A rural hospital should provide access to high-quality services to all residents of the community, not just a subset of them. The hospital cannot do this if only one or two payers change the way they pay for services. Every payer – every commercial insurance plan, every Medicare Advantage plan, every Medicaid Managed Care Organization, every state Medicaid agency, and Original (fee-for-service) Medicare – needs to pay rural hospitals both adequately and appropriately. The best way to do that is by using a Patient-Centered Payment System.
In order for small rural hospitals to be paid adequately and appropriately by all payers, actions will need to be taken by a broad range of stakeholders, including the residents and employers in rural communities as well as health insurance companies, state governments, and the federal government.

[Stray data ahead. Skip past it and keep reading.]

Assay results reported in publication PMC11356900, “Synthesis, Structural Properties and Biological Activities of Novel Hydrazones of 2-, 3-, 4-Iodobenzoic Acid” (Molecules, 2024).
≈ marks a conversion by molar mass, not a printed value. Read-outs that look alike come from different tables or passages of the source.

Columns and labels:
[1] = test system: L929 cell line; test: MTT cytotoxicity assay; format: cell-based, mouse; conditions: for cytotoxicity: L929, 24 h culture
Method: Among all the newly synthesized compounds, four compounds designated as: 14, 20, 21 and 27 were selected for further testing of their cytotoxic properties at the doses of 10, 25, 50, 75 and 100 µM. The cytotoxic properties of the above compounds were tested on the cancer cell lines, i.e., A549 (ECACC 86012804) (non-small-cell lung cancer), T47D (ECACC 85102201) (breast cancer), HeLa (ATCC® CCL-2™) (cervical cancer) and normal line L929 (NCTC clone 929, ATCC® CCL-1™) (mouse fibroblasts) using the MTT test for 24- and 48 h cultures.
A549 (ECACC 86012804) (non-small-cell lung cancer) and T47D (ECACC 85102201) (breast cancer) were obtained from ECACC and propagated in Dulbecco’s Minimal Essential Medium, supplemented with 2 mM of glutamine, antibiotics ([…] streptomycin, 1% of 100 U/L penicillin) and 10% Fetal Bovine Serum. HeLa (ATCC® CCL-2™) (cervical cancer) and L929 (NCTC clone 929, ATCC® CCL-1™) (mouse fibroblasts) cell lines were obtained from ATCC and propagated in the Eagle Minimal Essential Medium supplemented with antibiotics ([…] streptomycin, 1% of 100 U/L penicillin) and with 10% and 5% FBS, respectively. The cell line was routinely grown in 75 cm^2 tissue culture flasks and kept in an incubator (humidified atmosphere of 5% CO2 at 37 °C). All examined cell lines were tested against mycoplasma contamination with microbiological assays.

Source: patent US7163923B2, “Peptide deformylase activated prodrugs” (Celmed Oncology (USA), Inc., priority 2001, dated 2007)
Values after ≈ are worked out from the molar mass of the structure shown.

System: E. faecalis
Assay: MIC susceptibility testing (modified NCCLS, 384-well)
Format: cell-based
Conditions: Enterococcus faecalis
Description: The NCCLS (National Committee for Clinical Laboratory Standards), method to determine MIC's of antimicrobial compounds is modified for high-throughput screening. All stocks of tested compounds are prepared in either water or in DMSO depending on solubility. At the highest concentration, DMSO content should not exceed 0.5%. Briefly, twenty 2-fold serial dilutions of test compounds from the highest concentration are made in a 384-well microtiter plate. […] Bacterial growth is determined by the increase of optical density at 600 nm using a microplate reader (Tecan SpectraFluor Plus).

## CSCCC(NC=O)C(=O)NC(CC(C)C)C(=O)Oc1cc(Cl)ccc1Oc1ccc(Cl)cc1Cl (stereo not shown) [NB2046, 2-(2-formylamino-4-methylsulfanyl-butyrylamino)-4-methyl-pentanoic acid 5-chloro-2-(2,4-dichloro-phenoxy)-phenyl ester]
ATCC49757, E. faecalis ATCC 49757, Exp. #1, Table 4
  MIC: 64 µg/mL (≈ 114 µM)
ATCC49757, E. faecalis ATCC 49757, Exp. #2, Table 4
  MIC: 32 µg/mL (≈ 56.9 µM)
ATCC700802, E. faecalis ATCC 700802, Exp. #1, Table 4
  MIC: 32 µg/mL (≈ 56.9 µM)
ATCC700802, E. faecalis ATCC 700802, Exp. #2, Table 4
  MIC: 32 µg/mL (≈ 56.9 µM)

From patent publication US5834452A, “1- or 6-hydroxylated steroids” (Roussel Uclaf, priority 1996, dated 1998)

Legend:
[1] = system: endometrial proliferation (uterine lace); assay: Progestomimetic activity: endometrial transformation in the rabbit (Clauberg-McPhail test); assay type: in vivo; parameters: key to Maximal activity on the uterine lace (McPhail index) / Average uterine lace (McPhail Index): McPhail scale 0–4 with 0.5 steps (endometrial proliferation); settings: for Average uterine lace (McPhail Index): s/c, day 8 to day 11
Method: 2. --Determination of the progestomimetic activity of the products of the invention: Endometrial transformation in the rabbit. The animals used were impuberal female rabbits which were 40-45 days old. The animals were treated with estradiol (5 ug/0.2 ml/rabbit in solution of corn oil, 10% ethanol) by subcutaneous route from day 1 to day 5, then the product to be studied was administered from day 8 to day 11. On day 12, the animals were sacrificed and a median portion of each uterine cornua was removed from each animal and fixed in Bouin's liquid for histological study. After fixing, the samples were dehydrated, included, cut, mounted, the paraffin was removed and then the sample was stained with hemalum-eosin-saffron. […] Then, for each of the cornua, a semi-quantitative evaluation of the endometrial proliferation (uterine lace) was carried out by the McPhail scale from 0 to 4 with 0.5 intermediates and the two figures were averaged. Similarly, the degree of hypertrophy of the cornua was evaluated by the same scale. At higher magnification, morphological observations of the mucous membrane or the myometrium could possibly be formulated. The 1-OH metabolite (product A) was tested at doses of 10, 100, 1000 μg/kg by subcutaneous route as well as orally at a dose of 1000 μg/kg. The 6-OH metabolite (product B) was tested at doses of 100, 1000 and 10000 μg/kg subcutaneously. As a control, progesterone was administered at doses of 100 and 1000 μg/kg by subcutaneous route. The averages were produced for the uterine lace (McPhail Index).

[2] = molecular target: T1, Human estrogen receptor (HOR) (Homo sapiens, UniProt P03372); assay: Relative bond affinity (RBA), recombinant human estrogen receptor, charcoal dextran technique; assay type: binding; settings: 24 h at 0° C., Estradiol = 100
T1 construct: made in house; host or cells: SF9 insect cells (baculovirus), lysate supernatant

The payers who most need to change the way they pay small rural hospitals are private health insurance companies. The biggest cause of negative margins in most small rural hospitals in most states is low payments from private insurance plans, including both commercial insurance plans and Medicare Advantage Plans. Even in states where Medicaid payments for services are lower than private insurance payments, most rural hospitals have far more privately-insured patients than patients on Medicaid, so a shortfall in private payments has a much bigger impact on the hospital’s total margin.